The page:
“When I first was settled in a church, I discovered a thing of which nobody had told me, and which I had not anticipated, but which proved a tremendous aid in doing the work of the ministry. I fell in love with my congregation. I do not know how otherwise to express it. It was as genuine a blossom of the heart as any which I have ever experienced. It made it easy to do anything for my people …

We have considered in 1 Corinthians 4 four models of ministry which Paul paints of his own apostolic ministry, and which are also applicable to Christian leaders today, even though they are not apostles. ‘This is how you should regard us,’ Paul writes. ‘We are underlings of Christ, stewards of revelation, the scum of the earth, and the fathers of the church family.’ Further, the common denominator of all four is humility: humility before Christ, whose subordinates we are; humility before Scripture, of which we are stewards; humility before the world, whose opposition we are bound to encounter; and humility before the congregation, whose members we are to love and serve.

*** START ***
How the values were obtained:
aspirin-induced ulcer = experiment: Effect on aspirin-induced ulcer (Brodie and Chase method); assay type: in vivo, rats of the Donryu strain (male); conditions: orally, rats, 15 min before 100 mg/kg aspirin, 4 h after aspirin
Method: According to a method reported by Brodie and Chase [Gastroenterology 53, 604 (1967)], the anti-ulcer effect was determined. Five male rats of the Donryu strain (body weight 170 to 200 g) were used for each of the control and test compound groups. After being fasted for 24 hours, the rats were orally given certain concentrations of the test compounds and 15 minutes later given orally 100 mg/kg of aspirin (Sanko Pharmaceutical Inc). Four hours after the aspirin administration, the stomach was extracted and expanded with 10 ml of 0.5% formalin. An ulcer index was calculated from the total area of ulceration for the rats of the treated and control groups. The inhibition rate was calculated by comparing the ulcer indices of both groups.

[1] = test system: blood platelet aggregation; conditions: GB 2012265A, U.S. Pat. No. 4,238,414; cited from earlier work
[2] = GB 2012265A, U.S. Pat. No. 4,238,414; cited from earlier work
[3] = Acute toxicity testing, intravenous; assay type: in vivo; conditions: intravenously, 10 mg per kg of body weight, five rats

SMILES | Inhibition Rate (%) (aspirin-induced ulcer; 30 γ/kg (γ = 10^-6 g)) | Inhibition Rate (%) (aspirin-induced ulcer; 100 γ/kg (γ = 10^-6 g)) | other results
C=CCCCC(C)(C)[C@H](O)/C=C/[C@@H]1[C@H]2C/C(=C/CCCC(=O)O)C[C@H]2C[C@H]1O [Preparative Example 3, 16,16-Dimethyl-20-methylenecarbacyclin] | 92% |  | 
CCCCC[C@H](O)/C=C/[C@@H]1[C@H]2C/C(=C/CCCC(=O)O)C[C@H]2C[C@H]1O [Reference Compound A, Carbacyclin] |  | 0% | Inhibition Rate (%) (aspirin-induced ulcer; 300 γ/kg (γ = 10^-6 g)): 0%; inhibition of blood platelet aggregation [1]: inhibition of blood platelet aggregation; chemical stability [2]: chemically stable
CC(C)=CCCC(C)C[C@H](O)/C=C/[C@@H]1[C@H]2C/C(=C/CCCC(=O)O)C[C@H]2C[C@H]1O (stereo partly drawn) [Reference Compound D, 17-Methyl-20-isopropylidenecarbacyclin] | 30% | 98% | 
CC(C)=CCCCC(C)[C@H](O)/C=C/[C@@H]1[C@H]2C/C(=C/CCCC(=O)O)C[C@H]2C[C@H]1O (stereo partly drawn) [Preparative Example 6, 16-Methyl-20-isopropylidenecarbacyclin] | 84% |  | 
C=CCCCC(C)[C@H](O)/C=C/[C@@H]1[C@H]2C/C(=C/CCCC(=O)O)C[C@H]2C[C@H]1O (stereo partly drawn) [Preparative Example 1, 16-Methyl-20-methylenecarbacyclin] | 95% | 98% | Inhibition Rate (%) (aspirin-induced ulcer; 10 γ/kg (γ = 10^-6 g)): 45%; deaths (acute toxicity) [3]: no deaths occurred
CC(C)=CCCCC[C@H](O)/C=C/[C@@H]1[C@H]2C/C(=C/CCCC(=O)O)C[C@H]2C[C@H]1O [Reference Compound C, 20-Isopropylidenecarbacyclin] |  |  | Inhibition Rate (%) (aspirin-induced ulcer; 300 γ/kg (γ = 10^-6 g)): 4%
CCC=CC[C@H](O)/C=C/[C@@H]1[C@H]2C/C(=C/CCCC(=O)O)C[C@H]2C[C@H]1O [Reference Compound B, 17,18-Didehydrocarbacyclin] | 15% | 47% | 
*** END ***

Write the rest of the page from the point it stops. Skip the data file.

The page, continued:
My prayer, as you read this book, is that Christian leaders who peruse these pages may be characterized above all else by what the apostle Paul called ‘the meekness and gentleness of Christ’ (2 Cor. 10:1).


John Stott was one of the world’s leading and most loved Bible teachers, preachers, writers, pastors and mission-leaders. He is the author of many books including the best-selling “Basic Christianity”.

Calling Christian Leaders is available at all OMF Lit Bookshops for only P225

  1. […] Author Wednesday: An Excerpt from Calling Christian Leaders by … As a result, it is my firm conviction that there is too much autocracy in the leaders of the Christian community, in defiance of the teaching of Jesus and his apostles, and not enough love and gentleness. Too many behave as if they believed not … — Tue, 15 May 2012 23:59:11 -0700 Link to this post! […]